I had a nightmare last night. It was so frightening to me that my entire body shook, one tremor so deep, it was felt from head to toe. That, combined with the moaning in terror, woke me and it was then that I noticed the wee Spike had moved and that he was looking at me as if he didn’t know me. This is what terror does to people: it makes them unrecognizable.
In my nightmare, I was dressed in a hospital gown and was locked in the courthouse, the Supreme Court building in New Westminster no less. I was seated in the bathroom doing what most people do when they’re seated in a bathroom. There was a window next to the toilet but it had these greyish-yellow drapes, drapes that prevented me from being seen but through which I could see the hallway on the other side. Beside that window, a door, a door no one ever used and for some strange reason was never locked. Still, no one ever came or left through that door, not even myself, or even attempted a sideways glance at it. I often wondered about that. It was as if I was not really there. How composed, I thought, how dedicated were these people, to not even give in to the urge that must have been there, to glance at the door which held me. Of course, I could have left at any time. The option was there; the door, open. Truth is, deep down, I was afraid of the consequences. I was terrified of being found guilty of this crime I was unaware of having committed. I had assumed that the people who worked here, the judges, court clerks, records clerks, were good, decent law-abiding people and that I was safe here. I was in good hands. This was, of course, a belief that was about to expire as most beliefs do, in a very ugly fashion.
I was aware that this day was the day of my release. I had been here, held captive, while the government examined and studied and tried to poke holes in my reason for existence. I had no idea what it was I was supposed to have done, what crime I had supposedly committed, but they must have. They were responsible to me during my stay, providing me with meals, a television, cleaning my room (which, in this dream, was a black empty area fading into nothingness, over there, across from the toilet.) and offering me books to read. The books contained large, glossy photos of wildlife: polar bears on northern ice, giraffes galloping across an open African plain, toucans completely incapable of camouflage poised in Amazonian trees. I couldn’t get enough; I looked at these photos for hours. I imagined the smell of the crisp northern air, the shrill squawk of the toucan in his leafy home. That was all there was, really, to my life: these photos…and, this bathroom.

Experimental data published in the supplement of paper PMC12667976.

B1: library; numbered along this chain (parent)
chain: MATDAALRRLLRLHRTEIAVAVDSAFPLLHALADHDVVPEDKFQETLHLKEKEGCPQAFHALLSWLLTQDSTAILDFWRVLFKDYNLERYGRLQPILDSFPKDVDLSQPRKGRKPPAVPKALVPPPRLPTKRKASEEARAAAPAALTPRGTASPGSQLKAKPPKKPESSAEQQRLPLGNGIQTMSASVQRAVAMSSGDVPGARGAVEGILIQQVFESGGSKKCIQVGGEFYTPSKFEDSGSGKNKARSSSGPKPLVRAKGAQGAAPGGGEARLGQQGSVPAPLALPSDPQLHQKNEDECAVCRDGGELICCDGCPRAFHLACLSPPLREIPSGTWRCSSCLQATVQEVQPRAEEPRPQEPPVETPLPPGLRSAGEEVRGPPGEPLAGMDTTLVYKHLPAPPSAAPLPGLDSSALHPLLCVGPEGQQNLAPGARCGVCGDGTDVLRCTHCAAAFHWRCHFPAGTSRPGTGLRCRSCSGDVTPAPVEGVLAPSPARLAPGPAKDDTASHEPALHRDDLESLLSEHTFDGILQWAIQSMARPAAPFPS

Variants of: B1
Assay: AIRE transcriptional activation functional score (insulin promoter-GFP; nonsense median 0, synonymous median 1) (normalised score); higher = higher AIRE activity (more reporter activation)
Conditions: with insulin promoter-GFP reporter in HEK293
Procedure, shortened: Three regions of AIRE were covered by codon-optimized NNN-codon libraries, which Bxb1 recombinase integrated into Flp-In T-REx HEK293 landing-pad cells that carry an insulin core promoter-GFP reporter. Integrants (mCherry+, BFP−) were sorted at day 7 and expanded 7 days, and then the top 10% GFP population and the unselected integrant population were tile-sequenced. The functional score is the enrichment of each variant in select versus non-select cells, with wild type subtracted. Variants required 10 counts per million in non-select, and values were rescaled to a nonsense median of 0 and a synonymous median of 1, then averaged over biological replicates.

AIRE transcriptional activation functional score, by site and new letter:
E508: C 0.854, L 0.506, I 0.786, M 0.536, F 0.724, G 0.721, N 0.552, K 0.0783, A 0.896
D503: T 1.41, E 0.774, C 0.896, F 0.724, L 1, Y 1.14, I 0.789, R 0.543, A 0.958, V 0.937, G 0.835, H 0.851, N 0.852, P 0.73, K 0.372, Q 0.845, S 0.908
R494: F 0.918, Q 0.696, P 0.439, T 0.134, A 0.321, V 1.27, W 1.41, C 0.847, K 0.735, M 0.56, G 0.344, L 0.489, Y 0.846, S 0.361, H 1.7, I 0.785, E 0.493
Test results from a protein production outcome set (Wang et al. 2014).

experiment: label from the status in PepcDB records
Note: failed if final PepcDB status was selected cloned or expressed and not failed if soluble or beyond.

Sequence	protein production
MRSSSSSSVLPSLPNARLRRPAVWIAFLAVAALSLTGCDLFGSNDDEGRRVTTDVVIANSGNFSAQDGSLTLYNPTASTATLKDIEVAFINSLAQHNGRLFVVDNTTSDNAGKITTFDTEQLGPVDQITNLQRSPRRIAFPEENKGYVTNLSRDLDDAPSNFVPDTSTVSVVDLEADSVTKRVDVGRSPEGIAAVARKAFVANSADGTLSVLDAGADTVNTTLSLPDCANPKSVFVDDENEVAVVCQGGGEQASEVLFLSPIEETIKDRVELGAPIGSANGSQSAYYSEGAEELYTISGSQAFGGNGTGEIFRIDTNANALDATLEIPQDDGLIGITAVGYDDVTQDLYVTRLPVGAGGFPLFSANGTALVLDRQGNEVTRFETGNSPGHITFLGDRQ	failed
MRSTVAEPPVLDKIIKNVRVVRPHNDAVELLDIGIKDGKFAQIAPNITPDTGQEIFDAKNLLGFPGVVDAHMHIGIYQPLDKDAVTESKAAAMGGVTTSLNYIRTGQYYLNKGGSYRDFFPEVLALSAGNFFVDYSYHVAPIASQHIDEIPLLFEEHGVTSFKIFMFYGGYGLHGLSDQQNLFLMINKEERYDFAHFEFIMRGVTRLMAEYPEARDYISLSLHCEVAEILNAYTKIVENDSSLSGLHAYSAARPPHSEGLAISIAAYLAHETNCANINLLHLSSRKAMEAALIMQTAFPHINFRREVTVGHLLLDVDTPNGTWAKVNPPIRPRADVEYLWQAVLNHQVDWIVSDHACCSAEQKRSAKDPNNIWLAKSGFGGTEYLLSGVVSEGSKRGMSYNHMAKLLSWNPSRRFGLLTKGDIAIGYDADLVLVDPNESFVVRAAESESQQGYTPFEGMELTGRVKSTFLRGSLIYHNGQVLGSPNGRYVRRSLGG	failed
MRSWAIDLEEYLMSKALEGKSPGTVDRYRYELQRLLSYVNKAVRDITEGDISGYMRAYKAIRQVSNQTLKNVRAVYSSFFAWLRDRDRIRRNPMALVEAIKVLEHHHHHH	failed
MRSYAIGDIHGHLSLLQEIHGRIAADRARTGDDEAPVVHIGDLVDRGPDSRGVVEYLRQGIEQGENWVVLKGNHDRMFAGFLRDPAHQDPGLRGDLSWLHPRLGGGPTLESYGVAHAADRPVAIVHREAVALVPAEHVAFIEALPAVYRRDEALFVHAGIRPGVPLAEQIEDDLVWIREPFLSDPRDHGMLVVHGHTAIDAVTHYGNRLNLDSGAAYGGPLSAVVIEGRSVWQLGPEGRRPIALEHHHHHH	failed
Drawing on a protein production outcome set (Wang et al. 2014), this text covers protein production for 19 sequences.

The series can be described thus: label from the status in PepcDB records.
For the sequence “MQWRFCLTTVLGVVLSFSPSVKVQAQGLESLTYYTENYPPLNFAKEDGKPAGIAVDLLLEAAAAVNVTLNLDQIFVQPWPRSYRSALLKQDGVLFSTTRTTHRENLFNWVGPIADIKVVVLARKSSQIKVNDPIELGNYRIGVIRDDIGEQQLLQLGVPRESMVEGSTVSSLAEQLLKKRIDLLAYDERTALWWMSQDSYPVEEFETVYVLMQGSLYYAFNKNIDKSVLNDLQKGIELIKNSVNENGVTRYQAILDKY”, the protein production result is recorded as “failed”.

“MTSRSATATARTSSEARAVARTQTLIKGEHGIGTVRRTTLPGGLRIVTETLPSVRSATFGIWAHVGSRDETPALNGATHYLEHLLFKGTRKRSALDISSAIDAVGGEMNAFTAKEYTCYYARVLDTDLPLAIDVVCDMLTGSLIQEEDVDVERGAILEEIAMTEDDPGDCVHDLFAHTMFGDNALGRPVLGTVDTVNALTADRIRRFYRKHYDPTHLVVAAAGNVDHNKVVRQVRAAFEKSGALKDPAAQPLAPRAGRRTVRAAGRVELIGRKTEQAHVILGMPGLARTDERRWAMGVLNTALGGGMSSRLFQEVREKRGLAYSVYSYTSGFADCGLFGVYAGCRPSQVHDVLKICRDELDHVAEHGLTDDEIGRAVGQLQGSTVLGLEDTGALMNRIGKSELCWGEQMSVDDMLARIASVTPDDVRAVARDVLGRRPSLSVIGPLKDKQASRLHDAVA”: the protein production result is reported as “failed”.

Staff entered my area from the other side of the bathroom, opposite the window. I had looked in this adjacent room several times, in my bare feet, shuffling along the walls for a few feet before heading back. I thought no one had ever suspected; I didn’t know my every movement was recorded. I don’t recall feeling anything at all about my stay here, only this constant excitement inside, an inner satisfaction, barely containing my pleasure at the thought of my imminent release. Today.
On this most important day I was perched on the closed toilet lid, watching the comings and goings of courthouse staff. I did this most days and I was pleased that no one could ever see me. But on this day, and all of a sudden, someone detoured from their hallway route and walked right through my door, right into my bathroom. I was so surprised I almost fell off the toilet. I was also immediately afraid. This felt so not good. The woman, a total stranger to me, was bent at the knees crouching, as if she were about to spring to attack me. I found her stance absurd and almost burst out laughing. In fact, everything about this moment was absurd. Absurd and horrifying. I knew what was coming. In that moment I knew they would never let me leave.